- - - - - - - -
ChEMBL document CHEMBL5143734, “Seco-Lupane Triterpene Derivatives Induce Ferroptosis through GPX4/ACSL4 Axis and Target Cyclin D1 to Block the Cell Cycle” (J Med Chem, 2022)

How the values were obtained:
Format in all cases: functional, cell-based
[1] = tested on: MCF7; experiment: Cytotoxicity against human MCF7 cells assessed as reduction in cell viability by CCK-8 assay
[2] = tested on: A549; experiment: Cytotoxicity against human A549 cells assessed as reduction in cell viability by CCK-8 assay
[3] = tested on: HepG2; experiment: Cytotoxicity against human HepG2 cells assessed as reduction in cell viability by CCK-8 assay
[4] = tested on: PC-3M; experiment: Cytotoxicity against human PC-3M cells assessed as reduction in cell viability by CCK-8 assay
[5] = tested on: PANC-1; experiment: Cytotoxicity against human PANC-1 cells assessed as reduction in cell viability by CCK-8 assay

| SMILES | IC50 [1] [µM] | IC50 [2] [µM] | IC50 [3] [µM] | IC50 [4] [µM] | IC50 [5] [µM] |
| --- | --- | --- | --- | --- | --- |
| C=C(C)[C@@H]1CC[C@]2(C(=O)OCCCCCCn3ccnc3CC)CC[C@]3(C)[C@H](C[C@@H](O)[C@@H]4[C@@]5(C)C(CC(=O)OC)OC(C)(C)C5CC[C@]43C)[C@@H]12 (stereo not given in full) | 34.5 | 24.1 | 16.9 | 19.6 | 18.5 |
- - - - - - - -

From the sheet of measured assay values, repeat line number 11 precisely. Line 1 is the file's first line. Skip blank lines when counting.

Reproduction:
| C=C(C)[C@@H]1CC[C@]2(C(=O)OCCCCCCn3ccnc3CC)CC[C@]3(C)[C@H](C[C@@H](O)[C@@H]4[C@@]5(C)C(CC(=O)OC)OC(C)(C)C5CC[C@]43C)[C@@H]12 (stereo not given in full) | 34.5 | 24.1 | 16.9 | 19.6 | 18.5 |